In choosing to bundle up four separate June repayments, Greece avoids triggering an immediate default.
But in the event of a delayed repayment, according to IMF protocol, Greece would be afforded a 30-day grace period, during which it would be urged to pay back the money as soon as possible, and before Ms Lagarde notifies her executive board of the late payment.
Following this hiatus, a technical default could be declared a month later, when “a complaint regarding the member’s overdue obligations is issued by the Managing Director to the Executive Board”.
In the interim, Greece may well stump up the cash having spooked creditors and the markets of the possibility of a fatal breach of the sanctity of monetary union.
Should no money be forthcoming however, the arrears process may well extend indefinitely.
Greece’s other creditor burden would also start piling up, with the government due to pay another €6.6bn to the European Central Bank in July and August.
Stopping the cash
Although the exact process is uncertain, falling into a protracted arrears procedure could have major consequences for continued financial assistance from Greece’s other creditors – the European Central Bank and European Commission.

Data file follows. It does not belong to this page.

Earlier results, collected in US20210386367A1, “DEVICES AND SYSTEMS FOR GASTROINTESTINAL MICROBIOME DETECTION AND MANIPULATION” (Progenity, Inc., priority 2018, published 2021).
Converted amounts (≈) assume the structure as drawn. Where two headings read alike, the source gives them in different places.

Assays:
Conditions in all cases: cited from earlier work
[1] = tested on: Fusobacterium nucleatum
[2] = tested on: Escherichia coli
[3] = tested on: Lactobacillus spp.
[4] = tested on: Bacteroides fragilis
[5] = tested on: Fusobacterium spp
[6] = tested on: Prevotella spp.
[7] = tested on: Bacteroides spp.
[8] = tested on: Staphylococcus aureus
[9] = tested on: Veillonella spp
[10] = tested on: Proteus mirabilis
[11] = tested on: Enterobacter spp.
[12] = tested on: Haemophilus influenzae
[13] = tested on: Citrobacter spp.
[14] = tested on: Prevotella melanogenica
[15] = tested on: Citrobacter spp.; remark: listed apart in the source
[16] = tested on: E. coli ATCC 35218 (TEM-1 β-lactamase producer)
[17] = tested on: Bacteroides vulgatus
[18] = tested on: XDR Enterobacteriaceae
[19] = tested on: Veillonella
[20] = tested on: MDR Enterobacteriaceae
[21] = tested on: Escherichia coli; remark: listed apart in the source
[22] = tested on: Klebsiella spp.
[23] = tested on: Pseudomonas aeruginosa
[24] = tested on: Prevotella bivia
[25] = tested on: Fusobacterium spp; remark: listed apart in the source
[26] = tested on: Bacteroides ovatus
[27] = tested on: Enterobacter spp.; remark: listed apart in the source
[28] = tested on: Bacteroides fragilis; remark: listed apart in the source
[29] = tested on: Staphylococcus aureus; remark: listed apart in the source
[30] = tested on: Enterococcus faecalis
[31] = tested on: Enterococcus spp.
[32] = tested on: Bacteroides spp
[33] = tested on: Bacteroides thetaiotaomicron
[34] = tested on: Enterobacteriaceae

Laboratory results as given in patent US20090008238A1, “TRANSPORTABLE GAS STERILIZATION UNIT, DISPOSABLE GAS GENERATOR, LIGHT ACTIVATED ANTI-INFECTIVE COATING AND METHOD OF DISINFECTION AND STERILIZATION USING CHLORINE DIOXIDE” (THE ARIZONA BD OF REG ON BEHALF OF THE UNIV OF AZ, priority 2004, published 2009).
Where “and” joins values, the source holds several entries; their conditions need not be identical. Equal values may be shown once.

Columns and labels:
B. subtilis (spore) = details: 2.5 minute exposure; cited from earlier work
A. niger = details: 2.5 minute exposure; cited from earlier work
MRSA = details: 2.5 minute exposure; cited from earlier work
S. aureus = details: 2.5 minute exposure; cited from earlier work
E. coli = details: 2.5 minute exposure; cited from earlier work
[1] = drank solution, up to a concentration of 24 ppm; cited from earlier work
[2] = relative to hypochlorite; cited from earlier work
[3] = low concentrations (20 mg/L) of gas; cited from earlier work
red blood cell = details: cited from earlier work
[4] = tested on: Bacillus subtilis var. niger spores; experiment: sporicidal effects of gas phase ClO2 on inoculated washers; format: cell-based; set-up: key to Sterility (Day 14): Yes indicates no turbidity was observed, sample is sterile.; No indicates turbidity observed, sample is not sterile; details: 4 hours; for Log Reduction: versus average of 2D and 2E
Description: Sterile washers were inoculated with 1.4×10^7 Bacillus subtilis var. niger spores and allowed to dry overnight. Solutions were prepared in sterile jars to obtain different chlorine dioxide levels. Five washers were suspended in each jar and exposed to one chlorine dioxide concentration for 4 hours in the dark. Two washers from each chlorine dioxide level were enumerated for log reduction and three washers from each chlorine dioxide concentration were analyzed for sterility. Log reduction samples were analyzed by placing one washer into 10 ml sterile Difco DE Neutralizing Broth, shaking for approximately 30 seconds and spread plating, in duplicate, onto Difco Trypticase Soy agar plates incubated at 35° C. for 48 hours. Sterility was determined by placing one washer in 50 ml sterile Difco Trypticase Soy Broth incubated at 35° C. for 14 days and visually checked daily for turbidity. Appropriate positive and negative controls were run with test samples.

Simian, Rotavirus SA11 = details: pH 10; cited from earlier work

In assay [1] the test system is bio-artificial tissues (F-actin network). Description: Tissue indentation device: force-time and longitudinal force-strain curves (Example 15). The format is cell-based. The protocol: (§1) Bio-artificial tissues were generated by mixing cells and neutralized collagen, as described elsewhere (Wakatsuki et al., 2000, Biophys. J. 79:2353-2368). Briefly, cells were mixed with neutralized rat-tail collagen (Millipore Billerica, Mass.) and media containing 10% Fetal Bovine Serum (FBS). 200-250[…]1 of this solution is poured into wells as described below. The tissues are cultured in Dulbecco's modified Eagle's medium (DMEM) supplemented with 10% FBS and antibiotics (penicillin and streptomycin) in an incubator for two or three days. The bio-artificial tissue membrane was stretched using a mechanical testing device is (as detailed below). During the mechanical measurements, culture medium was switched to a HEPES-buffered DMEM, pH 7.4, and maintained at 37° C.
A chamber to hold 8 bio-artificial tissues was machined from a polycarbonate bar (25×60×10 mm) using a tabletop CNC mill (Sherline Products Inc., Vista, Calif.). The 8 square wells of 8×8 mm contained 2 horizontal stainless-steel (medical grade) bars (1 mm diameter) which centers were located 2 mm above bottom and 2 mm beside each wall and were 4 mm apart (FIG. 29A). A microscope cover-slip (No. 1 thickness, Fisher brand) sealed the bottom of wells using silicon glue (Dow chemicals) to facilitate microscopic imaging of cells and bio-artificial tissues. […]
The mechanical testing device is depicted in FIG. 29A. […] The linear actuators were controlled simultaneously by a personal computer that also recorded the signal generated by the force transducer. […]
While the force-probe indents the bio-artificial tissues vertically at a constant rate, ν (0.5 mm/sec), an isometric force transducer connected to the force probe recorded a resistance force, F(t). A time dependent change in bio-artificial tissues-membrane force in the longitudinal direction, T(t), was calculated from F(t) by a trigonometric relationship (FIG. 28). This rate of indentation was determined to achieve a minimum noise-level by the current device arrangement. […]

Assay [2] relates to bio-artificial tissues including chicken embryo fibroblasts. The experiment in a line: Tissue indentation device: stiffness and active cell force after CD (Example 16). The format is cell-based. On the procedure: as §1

“If Greece defaults to the IMF, then they are considered to be in default to the rest of the eurozone,” says Raoul Ruparel, head of economic research at Open Europe.
The terms of Greece’s existing bail-out programme stipulate that a default to the IMF would automatically constitute a default on the country’s European rescue loans.
“Such a scenario would risk the European Financial Stability Facility (EFSF) cancelling all or part of its facility or even declaring the principal amount of the loan to be due immediately,” say analysts at Bank of America Merrill Lynch.
Should the EFSF take such a decisive move, it could activate a range of cross default clauses on Greek government bonds held by private investors and the ECB. These clauses state a default to one creditor institution applies to all.
The political and market damage that may ensue would be substantial. Popular sentiment in creditor nations would turn against the errant Greeks, while the position of the ECB in particular could quickly come under the spotlight.
The central bank has kept Greek banks on a tight leash, maintaining that it would only restore normal lending operations to the country once “conditions for a successful completion of the programme are in place”.
A wave of defaults may force the ECB into finally pulling the plug on the emergency assistance it has been providing in ever larger doses since February.
Whatever the outcome, Greece on many measures, is all but bankrupt.
In addition to the half a billion euros plus it owes the Fund this month, Greece will still be paying back the IMF until 2030. In total, its repayment schedule stretches out over the next 42 years to 2057.